Though I've always understood the truth of the poet's words in describing a book one is reading, I've more recently learned that this dictum is equally true regarding a book that one has written.
Since my novel was launched by Black Rose Writing last June,
Still, I am continuing to rack up book-related experiences that are miles away from the sorts of things that normally fill my day-to-day world.
Cheyenne is 14 years old.
Cheyenne is a self-described "grammar nut," a voracious reader, and autistic. For all her reading, however, Cheyenne has never read a reference book on grammar.
"With her being autistic, it's one of her strengths," said Melisa of her daughter's uncanny spelling and grammatical ability.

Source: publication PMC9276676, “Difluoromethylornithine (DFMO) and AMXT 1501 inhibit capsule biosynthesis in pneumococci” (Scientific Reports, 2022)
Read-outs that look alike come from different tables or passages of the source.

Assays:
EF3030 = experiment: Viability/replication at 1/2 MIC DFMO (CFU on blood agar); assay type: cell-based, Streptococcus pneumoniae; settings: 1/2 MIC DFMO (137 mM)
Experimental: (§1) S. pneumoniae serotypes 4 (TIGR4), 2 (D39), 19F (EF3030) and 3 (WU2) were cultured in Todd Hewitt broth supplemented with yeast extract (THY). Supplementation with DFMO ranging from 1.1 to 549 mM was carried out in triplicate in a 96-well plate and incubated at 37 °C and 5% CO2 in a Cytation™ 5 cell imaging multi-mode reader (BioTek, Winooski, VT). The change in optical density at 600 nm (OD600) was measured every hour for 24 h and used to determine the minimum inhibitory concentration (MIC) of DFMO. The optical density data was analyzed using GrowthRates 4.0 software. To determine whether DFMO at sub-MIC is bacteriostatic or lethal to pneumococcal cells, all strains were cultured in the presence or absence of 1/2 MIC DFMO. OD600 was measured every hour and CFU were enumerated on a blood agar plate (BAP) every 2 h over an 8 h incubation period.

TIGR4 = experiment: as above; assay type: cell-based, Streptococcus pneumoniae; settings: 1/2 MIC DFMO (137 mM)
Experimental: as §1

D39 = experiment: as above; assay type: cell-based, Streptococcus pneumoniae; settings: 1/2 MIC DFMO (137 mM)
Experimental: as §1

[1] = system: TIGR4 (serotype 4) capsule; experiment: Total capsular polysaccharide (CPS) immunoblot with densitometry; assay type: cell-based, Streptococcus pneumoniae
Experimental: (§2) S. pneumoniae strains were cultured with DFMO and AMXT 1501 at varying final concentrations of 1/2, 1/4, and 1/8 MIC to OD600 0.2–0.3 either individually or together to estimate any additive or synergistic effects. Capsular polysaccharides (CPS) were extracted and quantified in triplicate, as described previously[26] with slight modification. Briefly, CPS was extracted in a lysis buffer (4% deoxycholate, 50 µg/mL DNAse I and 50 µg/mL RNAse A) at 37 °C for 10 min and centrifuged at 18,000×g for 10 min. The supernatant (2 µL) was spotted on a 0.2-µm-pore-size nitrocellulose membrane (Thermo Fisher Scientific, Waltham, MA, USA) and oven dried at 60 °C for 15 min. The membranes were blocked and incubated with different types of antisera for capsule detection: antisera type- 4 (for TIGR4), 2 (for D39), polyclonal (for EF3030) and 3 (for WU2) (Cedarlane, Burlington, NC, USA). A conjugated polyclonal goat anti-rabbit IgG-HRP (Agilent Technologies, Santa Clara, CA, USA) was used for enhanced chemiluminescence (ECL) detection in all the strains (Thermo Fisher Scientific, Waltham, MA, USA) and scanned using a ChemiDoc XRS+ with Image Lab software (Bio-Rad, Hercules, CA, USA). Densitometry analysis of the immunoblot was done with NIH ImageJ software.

As Spenser described it, Wandering Mole Syndrome occurs when a writer gives a character a particular physical characteristic, such as hair color, eye color, or a mole - though it could happen with a character's name, too - and then decides to change this characteristic during the course of the novel but, through lack of careful editing, neglects to make the change throughout the book. Spenser explained how as a teenager he once read a fantasy tale in which a character's mole (kind of an important mole, one gathers) was on her back in the beginning of the novel. But once at a later point in the book the mole showed up on her shoulder. Still later the mole made an appearance on the character's face.
Hence when Spencer began writing he got into the habit of also drawing his characters so as to be at all times mindful of what the characters look like and the color and location of all physical features.
I'm thinking that before I get much deeper into my next novel I should mayhaps learn to draw.